In comparison with the difficult but powerful Stalingrad (1948) and the fast paced The World's Last Corner, (1951- both...

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MOSCOW

In comparison with the difficult but powerful Stalingrad (1948) and the fast paced The World's Last Corner, (1951- both A.C.C.) this seems a dreary documentary, a record of war for war's sake that is a bit hard to take today. Here is a play by play account of the downfall of the German Army in the siege of Moscow. Told as it is in bits and snatches by various German and Russian officers, it creates a staggering panorama, while at no time does it achieve an emotional impact. This despite incidents such as the one in which the Russian officer retreats to his home town to find that his house is a tomb for his wife. There is a curious effect throughout, for though the Germans are forced back in defeat, a large part of the book still glorifies German superiority in a savage sort of morale as well as in arms. The author painstakingly records brutalities on both sides in an effort to be honest. But for the average reader most of his material belongs in the realm of technical military history, rather than in fiction.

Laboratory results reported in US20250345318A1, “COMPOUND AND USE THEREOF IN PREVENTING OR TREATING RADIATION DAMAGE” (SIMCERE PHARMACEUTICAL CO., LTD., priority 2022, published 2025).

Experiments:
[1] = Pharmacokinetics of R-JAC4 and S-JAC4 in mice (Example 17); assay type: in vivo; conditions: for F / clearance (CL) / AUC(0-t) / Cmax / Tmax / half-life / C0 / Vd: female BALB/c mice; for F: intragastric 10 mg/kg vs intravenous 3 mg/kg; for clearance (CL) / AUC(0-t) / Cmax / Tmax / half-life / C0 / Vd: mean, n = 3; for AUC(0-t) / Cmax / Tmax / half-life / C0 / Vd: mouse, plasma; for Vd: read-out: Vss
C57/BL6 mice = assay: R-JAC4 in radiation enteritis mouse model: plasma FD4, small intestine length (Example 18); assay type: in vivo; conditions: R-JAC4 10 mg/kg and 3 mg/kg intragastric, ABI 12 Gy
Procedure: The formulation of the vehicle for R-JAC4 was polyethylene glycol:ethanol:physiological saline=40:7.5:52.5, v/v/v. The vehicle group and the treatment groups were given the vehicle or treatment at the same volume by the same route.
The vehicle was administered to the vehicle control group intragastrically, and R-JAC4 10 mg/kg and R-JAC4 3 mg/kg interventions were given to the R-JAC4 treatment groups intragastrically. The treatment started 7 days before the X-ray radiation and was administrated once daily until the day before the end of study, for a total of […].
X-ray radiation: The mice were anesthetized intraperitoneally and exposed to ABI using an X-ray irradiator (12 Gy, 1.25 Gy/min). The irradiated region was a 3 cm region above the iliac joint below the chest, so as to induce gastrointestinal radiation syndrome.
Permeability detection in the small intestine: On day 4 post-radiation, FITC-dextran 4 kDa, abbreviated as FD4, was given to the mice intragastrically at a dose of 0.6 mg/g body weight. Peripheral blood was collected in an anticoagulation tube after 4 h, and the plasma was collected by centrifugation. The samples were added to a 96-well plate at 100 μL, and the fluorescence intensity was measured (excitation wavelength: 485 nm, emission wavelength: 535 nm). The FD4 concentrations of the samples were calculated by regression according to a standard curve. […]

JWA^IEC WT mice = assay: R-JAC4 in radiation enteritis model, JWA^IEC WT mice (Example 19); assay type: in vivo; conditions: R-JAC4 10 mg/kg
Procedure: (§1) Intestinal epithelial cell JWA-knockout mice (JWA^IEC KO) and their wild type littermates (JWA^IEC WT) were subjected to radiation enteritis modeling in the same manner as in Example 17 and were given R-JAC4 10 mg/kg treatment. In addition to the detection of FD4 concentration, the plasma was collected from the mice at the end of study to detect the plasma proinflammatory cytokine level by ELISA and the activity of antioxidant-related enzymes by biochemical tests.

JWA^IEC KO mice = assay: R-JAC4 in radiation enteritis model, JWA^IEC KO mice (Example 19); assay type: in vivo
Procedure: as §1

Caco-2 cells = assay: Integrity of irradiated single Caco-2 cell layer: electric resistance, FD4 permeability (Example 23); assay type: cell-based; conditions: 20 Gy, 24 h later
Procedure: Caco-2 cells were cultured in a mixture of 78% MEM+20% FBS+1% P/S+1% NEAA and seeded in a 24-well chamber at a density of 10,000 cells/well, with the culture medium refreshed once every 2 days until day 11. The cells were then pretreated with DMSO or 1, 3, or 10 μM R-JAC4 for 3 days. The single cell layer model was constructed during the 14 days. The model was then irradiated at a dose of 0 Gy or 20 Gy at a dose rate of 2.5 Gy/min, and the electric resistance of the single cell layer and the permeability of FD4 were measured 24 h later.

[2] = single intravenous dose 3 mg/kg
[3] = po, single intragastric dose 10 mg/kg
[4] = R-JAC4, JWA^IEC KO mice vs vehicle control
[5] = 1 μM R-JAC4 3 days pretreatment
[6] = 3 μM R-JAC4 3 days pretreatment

Pub Date: March 4, 1954

ISBN: N/A

Page Count: -

Publisher: Doubleday

Review Posted Online: N/A

Kirkus Reviews Issue: March 1, 1954